let's talk about saignée
Back in March, I was hunting around for a locally produced rosé and found the bottle in the photo above. Two questions immediately came to mind:
1) Is the 2014 still drinkable? (It was.)
2) Who would be so foolish as to put the word "saignée" on his label?
"Saignée" means "bleeding." It is most commonly used in winemaking to refer to a method of making red wine... and rosé as a byproduct.
If the winemaker is looking for more color concentration and tannins in his red, he "bleeds off" some liquid before the skins have had a chance to impart much pigment. The juice that flows out of the tank is pink... and the winemaker turns this into rosé. Meanwhile, the increased skin-to-liquid ratio in the must that remains in the tank makes for a darker, denser red wine.
All well and good in cool-climate growing zones where winemakers can't always achieve the depth of color their customers expect from a grape like Pinot Noir without a bit of bleeding. But in regions like Provence, it's seen as déclassé to make rosé as a byproduct of red. Rosé should be made for rosé's sake! (Of course, Provence boasts a much warmer climate, and I've never heard anyone complaining that their inky Mourvèdre from Bandol is too pale, but I digress.)
It is said that saignée rosés are a weaker species of pink, less equipped for cellar age. So why was this 2014 still drinkable? I reached out to Cameron Winery owner and winemaker John Paul. In typical Oregonian fashion, he responded that, oh, well, the 2014 wasn't a saignée rosé at all... he just hadn't bothered changing the label from the previous vintage.
When I inquired if he wasn't a bit, er, embarrassed to have that word printed front and center on his label, Paul replied over e-mail, "Yes, I know that's the current feeling about saignée in some regions, but when you're making small quantities of something and distributing it all locally, it really doesn't matter."
Right. Mystery solved regarding the longevity of that 2014. It's still tasty because it ain't saignée.
But this got me thinking about saignée. Many times, I had heard southern French winemakers toss around the term "saignée," to my great confusion, when I was researching Rosé All Day. "But saignée is a bad word, isn't it?" I would ask. And they'd respond, "Oh, I don't mean saignée like THAT."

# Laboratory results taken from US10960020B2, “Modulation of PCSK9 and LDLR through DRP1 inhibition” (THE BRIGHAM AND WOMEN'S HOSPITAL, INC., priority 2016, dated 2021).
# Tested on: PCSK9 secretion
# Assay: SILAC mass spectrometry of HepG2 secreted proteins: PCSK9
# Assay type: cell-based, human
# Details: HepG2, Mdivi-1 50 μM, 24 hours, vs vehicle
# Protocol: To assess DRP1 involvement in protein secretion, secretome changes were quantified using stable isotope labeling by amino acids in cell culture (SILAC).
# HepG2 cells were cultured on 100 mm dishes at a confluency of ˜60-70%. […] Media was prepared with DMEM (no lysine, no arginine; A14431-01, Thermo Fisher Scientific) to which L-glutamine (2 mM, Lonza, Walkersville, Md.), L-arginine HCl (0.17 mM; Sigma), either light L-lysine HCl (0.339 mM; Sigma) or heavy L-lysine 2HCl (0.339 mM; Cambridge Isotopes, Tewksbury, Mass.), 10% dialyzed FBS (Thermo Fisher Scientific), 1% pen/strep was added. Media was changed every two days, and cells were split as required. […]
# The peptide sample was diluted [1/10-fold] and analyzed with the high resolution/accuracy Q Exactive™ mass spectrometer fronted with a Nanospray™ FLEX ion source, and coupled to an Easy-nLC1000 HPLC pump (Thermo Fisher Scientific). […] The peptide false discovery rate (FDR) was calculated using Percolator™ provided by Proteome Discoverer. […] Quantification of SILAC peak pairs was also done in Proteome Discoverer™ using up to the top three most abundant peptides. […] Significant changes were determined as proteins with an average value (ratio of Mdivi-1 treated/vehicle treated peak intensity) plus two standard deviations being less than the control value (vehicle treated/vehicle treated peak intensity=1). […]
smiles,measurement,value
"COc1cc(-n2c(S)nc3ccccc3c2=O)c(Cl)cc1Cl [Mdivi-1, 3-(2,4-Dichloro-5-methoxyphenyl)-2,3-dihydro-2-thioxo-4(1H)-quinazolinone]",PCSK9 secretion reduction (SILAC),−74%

Like what, then?
I was totally perplexed. And I was even more befuddled when I read that the rosés from the distinguished Château Simone in the Provençal micro-region of Palette were produced half from direct-press juice and half from saignée... say what?
Ch. Simone's rosés are like no other pink wines! These wines are made for cellar age! These are not wimpy rosés! And like I said, pigment is not lacking in Provençal reds. This must have been a typo. NO WAY could Ch. Simone rosé be half saignée.
Neil Rosen, Producer Liaison for the import firm Rosenthal Wine Merchant, finally cleared things up for me. Turns out that saignée goes both ways. That is, just as you can make rosé as a byproduct of red wine, you can make red wine as a byproduct of pink.
"'Saignée really just means you are drawing juice off a vat," explained Rosen. "The problem with most saignée rosé is that the goal is to make red wine. So the winemaker is picking grapes not for rosé but for red, and thus is going for greater ripeness and lower acidity." Which makes for a blah rosé.
A winemaker vinifying rosé for its own sake harvests his fruit much earlier, going for tart, fresh flavor and bright acidity. If it looks like his red wine is going to turn out flabby, he does a backwards saignée with his rosé: He presses most of the fresh, brisk, early-harvest rosé juice off the skins, leaving some liquid behind on the skins to soak up pigment. He then adds this remainder juice to his vat of riper red, which perks up thanks to the dose of acidity. "It’s just a blending technique to create balance within their red wines," Rosen explained.